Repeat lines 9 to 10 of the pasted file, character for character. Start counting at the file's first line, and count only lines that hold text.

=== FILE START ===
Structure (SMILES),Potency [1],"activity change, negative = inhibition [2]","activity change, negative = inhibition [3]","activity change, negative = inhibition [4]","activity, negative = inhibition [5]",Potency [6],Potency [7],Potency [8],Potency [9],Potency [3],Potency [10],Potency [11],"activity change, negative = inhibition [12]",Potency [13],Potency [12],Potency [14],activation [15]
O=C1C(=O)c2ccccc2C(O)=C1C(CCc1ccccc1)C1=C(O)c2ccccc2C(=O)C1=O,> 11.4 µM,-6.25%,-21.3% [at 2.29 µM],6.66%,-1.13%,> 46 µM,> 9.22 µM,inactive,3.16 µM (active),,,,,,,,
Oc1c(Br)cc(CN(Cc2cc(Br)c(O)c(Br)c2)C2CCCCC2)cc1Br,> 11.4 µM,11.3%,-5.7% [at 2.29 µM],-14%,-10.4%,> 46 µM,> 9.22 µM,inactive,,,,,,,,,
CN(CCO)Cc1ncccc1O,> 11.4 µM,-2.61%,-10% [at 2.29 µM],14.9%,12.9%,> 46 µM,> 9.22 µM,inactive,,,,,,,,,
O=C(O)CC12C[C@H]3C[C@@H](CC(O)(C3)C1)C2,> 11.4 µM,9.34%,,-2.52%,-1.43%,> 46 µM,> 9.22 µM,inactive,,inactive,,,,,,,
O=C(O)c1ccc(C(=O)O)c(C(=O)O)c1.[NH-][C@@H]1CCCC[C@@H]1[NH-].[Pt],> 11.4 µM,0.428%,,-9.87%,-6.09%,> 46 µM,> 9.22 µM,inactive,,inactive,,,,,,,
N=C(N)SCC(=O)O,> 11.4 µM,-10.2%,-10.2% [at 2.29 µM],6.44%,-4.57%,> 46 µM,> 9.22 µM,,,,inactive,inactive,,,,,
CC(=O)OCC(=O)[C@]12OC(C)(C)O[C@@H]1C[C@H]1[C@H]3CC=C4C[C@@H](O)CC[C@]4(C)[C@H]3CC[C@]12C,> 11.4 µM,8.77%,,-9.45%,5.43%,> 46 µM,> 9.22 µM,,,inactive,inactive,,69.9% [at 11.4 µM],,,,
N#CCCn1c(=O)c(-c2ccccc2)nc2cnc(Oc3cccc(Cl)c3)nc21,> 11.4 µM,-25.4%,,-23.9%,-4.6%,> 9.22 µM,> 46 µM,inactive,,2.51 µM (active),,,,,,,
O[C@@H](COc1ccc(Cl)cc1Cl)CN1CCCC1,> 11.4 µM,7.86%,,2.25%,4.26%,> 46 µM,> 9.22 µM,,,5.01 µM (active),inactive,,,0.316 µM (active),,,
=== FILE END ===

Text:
N#CCCn1c(=O)c(-c2ccccc2)nc2cnc(Oc3cccc(Cl)c3)nc21,> 11.4 µM,-25.4%,,-23.9%,-4.6%,> 9.22 µM,> 46 µM,inactive,,2.51 µM (active),,,,,,,
O[C@@H](COc1ccc(Cl)cc1Cl)CN1CCCC1,> 11.4 µM,7.86%,,2.25%,4.26%,> 46 µM,> 9.22 µM,,,5.01 µM (active),inactive,,,0.316 µM (active),,,